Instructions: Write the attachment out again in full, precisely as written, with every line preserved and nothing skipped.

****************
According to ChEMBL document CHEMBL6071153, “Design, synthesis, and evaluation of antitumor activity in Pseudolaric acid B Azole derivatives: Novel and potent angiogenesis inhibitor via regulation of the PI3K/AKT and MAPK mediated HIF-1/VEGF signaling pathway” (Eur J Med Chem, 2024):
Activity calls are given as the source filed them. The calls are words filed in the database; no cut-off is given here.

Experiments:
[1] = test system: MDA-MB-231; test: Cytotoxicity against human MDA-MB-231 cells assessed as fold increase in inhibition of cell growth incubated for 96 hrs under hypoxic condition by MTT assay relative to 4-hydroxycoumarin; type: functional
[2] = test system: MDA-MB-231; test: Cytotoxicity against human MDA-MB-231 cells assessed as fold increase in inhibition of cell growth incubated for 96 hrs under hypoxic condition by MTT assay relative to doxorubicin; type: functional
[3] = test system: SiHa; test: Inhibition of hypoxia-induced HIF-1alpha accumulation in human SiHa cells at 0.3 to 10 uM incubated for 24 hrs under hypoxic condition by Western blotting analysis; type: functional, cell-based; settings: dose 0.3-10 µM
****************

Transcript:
According to ChEMBL document CHEMBL6071153, “Design, synthesis, and evaluation of antitumor activity in Pseudolaric acid B Azole derivatives: Novel and potent angiogenesis inhibitor via regulation of the PI3K/AKT and MAPK mediated HIF-1/VEGF signaling pathway” (Eur J Med Chem, 2024):
Activity calls are given as the source filed them. The calls are words filed in the database; no cut-off is given here.

Experiments:
[1] = test system: MDA-MB-231; test: Cytotoxicity against human MDA-MB-231 cells assessed as fold increase in inhibition of cell growth incubated for 96 hrs under hypoxic condition by MTT assay relative to 4-hydroxycoumarin; type: functional
[2] = test system: MDA-MB-231; test: Cytotoxicity against human MDA-MB-231 cells assessed as fold increase in inhibition of cell growth incubated for 96 hrs under hypoxic condition by MTT assay relative to doxorubicin; type: functional
[3] = test system: SiHa; test: Inhibition of hypoxia-induced HIF-1alpha accumulation in human SiHa cells at 0.3 to 10 uM incubated for 24 hrs under hypoxic condition by Western blotting analysis; type: functional, cell-based; settings: dose 0.3-10 µM